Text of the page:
New research could shed light on why economic mobility in Scranton is higher than average

September 5, 2013

New research into poverty could have substantial implications for towns and cities trying to understand and address economic mobility.

Friend of the blog Jim Tankersley — one of our colleagues over at Wonkblog — did such a great job writing about the finding yesterday, we’ll just sit back and let him explain:

Building on groundbreaking work from a team of economists led by Harvard’s Raj Chetty, researchers at the liberal Center for American Progress have found a strong correlation between the size of a region’s middle class and the economic mobility the residents of that region can expect to experience over their lifetimes.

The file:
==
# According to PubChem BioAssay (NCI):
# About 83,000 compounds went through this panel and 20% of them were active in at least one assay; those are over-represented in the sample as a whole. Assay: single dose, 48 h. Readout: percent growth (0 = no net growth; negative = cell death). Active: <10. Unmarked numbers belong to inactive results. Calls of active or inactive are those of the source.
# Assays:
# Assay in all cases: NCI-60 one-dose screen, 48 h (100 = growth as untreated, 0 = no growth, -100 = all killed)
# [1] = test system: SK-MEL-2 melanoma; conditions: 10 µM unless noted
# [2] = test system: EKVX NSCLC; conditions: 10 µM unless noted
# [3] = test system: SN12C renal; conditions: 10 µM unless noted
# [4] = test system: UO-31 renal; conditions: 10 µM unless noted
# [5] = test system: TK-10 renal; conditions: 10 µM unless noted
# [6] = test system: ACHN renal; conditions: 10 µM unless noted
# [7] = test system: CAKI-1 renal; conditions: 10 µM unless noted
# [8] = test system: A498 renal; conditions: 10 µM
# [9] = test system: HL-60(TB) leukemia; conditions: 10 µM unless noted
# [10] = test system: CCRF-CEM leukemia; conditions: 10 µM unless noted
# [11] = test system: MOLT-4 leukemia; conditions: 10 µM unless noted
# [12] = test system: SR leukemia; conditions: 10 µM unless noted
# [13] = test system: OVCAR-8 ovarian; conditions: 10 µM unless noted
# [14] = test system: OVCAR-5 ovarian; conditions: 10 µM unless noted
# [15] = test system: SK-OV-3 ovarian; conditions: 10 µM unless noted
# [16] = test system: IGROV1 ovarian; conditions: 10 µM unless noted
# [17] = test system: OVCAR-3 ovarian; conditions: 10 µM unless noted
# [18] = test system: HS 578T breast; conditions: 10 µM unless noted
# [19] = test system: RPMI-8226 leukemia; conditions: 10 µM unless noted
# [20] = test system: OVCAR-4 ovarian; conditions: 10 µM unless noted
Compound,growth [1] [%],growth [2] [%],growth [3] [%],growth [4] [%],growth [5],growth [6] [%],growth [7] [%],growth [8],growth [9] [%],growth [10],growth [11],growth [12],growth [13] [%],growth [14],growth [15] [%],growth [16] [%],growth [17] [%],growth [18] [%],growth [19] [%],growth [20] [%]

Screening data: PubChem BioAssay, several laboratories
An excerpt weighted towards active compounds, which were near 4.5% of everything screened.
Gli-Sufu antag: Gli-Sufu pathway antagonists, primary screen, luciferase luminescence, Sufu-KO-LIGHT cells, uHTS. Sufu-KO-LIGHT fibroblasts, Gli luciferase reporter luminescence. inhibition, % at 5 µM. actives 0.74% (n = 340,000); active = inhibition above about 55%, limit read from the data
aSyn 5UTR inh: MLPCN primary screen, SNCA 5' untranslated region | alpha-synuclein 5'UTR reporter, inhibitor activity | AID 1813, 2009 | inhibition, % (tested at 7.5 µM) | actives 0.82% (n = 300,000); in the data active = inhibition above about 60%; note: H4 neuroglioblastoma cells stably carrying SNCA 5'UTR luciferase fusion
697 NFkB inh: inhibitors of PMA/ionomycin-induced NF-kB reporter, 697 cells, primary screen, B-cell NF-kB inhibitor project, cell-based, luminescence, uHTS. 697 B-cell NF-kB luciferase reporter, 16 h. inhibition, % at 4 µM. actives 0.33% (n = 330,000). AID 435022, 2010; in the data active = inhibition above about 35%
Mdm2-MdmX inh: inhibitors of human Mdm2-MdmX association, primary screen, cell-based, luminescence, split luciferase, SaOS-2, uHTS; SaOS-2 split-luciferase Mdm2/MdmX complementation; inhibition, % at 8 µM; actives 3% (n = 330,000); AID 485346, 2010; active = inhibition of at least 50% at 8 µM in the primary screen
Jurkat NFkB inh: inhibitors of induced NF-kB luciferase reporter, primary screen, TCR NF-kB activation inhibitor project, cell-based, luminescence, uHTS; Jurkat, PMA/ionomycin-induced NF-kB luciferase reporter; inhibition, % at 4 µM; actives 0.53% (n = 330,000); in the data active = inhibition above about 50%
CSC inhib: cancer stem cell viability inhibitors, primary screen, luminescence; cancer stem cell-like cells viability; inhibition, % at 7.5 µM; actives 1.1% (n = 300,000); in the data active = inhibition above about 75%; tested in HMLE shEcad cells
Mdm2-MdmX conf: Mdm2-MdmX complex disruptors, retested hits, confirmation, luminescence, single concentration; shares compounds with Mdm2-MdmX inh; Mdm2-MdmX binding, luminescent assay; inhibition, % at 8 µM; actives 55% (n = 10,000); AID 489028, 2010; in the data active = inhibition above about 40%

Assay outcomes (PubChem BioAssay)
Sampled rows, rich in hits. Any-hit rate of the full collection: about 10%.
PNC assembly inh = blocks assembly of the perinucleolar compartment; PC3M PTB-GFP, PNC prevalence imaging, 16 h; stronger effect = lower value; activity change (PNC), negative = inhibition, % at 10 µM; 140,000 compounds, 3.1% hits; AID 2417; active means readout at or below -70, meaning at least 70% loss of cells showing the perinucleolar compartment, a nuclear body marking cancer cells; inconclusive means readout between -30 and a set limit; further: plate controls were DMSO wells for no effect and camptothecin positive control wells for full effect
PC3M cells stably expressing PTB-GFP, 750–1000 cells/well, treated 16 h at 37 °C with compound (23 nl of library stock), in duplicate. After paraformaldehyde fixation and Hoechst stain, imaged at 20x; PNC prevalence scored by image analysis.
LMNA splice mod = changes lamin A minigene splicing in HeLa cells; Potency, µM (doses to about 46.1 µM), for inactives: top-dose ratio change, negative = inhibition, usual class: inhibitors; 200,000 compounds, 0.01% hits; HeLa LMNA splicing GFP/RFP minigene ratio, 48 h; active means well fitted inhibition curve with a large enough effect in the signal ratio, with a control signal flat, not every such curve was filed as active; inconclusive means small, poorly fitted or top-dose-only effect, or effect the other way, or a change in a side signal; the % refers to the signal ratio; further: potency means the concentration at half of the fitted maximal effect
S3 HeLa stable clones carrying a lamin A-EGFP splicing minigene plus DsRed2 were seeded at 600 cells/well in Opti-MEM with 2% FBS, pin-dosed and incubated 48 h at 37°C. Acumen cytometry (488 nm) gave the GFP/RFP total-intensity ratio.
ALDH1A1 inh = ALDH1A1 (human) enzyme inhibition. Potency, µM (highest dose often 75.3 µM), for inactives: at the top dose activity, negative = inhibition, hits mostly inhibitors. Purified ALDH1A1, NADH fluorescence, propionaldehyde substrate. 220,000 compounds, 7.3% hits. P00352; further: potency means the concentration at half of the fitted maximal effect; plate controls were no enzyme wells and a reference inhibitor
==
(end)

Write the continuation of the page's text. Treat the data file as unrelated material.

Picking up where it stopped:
For example, Scranton — Scranton! — has a significantly larger middle class than average for the largest 100 regions in the country. Its mobility is well above average, too. The Washington region has a much smaller middle class, and its mobility is lower.

Chetty and his team looked into how more than two dozen variables affect mobility and the CAP analysis suggests that mobility shares a stronger relationship with middle-class size than almost any of them, Jim notes. Check out his full post for the rest.

Niraj Chokshi reports for GovBeat, The Post's state and local policy blog.
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